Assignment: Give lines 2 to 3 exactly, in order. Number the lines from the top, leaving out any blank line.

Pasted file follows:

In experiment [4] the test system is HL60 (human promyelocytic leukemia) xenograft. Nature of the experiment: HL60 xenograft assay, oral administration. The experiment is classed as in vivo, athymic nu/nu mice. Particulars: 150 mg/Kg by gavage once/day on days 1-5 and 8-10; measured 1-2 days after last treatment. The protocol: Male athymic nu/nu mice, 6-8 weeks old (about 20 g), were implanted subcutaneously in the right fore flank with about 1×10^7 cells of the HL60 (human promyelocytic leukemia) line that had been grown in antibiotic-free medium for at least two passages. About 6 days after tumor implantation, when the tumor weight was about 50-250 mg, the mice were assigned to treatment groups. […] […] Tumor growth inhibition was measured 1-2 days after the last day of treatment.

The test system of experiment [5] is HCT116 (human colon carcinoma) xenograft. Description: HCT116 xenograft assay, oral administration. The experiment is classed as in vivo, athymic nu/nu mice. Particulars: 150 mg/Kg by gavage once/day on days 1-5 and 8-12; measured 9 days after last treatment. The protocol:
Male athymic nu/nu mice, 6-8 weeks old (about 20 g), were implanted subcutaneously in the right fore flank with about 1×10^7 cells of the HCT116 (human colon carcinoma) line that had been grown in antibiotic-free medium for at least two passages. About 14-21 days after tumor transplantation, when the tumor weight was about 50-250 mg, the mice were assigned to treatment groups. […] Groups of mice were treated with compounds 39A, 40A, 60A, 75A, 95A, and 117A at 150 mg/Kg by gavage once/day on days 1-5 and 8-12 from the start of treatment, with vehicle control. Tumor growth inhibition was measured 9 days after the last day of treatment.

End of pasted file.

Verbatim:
The test system of experiment [5] is HCT116 (human colon carcinoma) xenograft. Description: HCT116 xenograft assay, oral administration. The experiment is classed as in vivo, athymic nu/nu mice. Particulars: 150 mg/Kg by gavage once/day on days 1-5 and 8-12; measured 9 days after last treatment. The protocol:
Male athymic nu/nu mice, 6-8 weeks old (about 20 g), were implanted subcutaneously in the right fore flank with about 1×10^7 cells of the HCT116 (human colon carcinoma) line that had been grown in antibiotic-free medium for at least two passages. About 14-21 days after tumor transplantation, when the tumor weight was about 50-250 mg, the mice were assigned to treatment groups. […] Groups of mice were treated with compounds 39A, 40A, 60A, 75A, 95A, and 117A at 150 mg/Kg by gavage once/day on days 1-5 and 8-12 from the start of treatment, with vehicle control. Tumor growth inhibition was measured 9 days after the last day of treatment.